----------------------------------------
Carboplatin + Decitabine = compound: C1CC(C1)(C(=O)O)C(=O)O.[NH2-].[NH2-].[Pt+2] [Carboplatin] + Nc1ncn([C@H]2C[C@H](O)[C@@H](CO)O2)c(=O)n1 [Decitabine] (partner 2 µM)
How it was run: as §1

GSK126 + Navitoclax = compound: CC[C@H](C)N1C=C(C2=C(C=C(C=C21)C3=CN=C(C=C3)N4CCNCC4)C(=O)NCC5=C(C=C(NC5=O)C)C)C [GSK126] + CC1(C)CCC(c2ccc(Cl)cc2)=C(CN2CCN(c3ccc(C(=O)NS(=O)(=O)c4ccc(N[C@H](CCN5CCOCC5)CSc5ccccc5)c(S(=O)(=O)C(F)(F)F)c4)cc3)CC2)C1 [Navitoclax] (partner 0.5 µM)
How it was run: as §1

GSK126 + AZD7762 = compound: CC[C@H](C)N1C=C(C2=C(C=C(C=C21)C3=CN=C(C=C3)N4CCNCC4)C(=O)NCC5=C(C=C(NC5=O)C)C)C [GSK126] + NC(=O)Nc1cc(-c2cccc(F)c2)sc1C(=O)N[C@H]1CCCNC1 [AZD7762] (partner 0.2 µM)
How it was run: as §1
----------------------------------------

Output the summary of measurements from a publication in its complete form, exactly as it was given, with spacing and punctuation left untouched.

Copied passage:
Carboplatin + Decitabine = compound: C1CC(C1)(C(=O)O)C(=O)O.[NH2-].[NH2-].[Pt+2] [Carboplatin] + Nc1ncn([C@H]2C[C@H](O)[C@@H](CO)O2)c(=O)n1 [Decitabine] (partner 2 µM)
How it was run: as §1

GSK126 + Navitoclax = compound: CC[C@H](C)N1C=C(C2=C(C=C(C=C21)C3=CN=C(C=C3)N4CCNCC4)C(=O)NCC5=C(C=C(NC5=O)C)C)C [GSK126] + CC1(C)CCC(c2ccc(Cl)cc2)=C(CN2CCN(c3ccc(C(=O)NS(=O)(=O)c4ccc(N[C@H](CCN5CCOCC5)CSc5ccccc5)c(S(=O)(=O)C(F)(F)F)c4)cc3)CC2)C1 [Navitoclax] (partner 0.5 µM)
How it was run: as §1

GSK126 + AZD7762 = compound: CC[C@H](C)N1C=C(C2=C(C=C(C=C21)C3=CN=C(C=C3)N4CCNCC4)C(=O)NCC5=C(C=C(NC5=O)C)C)C [GSK126] + NC(=O)Nc1cc(-c2cccc(F)c2)sc1C(=O)N[C@H]1CCCNC1 [AZD7762] (partner 0.2 µM)
How it was run: as §1